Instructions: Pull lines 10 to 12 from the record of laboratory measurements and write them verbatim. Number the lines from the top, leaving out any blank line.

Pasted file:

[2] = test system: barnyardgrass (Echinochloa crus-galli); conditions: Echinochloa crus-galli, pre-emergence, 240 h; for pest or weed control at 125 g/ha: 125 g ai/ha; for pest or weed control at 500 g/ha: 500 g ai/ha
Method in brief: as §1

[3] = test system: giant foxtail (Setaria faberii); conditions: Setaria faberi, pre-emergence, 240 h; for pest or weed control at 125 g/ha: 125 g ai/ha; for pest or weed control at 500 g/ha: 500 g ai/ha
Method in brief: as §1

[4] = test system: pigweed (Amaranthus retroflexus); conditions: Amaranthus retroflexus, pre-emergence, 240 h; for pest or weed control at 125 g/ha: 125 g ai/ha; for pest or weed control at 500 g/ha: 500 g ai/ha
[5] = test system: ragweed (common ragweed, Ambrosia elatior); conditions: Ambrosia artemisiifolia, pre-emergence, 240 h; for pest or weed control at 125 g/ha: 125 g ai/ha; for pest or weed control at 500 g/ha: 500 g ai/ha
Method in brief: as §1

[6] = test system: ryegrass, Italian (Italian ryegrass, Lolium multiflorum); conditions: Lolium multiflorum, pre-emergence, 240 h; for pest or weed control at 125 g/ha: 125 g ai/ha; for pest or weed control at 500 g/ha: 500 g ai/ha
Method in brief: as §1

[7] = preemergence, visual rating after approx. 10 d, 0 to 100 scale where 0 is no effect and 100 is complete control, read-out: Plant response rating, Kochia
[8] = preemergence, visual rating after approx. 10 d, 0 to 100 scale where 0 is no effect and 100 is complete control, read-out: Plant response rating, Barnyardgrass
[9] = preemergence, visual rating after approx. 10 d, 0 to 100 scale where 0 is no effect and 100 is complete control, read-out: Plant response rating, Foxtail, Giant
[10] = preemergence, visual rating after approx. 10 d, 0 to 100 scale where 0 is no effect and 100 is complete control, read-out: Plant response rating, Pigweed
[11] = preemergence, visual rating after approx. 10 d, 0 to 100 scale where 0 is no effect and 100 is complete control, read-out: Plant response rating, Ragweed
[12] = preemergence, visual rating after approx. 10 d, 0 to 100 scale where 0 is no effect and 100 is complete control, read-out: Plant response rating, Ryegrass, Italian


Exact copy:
[7] = preemergence, visual rating after approx. 10 d, 0 to 100 scale where 0 is no effect and 100 is complete control, read-out: Plant response rating, Kochia
[8] = preemergence, visual rating after approx. 10 d, 0 to 100 scale where 0 is no effect and 100 is complete control, read-out: Plant response rating, Barnyardgrass
[9] = preemergence, visual rating after approx. 10 d, 0 to 100 scale where 0 is no effect and 100 is complete control, read-out: Plant response rating, Foxtail, Giant